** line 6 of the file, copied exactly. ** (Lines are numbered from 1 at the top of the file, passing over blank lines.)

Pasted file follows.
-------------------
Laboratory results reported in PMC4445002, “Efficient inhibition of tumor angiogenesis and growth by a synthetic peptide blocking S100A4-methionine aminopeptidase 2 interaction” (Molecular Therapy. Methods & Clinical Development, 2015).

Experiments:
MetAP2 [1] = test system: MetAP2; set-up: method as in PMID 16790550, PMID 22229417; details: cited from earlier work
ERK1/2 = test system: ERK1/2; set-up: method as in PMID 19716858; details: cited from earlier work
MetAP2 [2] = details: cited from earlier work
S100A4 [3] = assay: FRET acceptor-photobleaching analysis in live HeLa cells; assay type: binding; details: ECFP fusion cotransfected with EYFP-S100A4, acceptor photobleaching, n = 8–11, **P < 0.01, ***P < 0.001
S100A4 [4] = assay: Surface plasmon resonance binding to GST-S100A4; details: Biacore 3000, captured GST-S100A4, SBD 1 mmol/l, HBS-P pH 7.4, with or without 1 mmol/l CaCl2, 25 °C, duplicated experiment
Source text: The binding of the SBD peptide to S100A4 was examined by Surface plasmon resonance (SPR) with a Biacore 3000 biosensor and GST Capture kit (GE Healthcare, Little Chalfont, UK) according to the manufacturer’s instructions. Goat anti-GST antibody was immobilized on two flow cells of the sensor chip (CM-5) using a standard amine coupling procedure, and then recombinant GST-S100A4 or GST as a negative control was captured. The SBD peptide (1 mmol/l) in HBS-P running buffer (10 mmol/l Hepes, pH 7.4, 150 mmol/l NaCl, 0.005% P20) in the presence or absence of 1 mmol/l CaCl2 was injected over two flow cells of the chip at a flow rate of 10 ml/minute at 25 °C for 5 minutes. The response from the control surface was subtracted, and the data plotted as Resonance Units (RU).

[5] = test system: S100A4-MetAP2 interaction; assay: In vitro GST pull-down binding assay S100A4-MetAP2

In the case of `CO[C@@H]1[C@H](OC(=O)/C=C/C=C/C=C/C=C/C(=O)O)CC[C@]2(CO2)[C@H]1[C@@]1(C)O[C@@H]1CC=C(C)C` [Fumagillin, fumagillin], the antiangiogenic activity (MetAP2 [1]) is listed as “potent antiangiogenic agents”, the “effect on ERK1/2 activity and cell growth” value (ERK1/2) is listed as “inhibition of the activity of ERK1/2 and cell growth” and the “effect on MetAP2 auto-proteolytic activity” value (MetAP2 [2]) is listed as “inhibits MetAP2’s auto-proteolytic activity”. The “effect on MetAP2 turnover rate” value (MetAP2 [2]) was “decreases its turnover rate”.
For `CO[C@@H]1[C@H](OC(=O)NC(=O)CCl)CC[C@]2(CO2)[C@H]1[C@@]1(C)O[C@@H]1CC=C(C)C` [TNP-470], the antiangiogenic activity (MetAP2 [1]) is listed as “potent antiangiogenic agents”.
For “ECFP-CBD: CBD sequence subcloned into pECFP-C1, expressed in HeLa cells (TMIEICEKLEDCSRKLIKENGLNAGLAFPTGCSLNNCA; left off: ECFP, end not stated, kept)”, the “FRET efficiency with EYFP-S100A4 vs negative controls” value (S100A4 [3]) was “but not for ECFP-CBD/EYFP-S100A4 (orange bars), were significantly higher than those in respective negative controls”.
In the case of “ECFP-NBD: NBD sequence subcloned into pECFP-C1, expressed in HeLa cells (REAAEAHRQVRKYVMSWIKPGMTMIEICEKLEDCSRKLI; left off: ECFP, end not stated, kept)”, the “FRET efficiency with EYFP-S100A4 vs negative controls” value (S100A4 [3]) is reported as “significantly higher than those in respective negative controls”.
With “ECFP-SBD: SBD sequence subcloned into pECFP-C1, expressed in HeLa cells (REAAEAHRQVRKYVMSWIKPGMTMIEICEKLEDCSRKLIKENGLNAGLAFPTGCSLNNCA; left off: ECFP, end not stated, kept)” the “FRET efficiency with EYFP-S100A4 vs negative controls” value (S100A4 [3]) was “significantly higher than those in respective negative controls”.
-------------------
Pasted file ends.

S100A4 [3] = assay: FRET acceptor-photobleaching analysis in live HeLa cells; assay type: binding; details: ECFP fusion cotransfected with EYFP-S100A4, acceptor photobleaching, n = 8–11, **P < 0.01, ***P < 0.001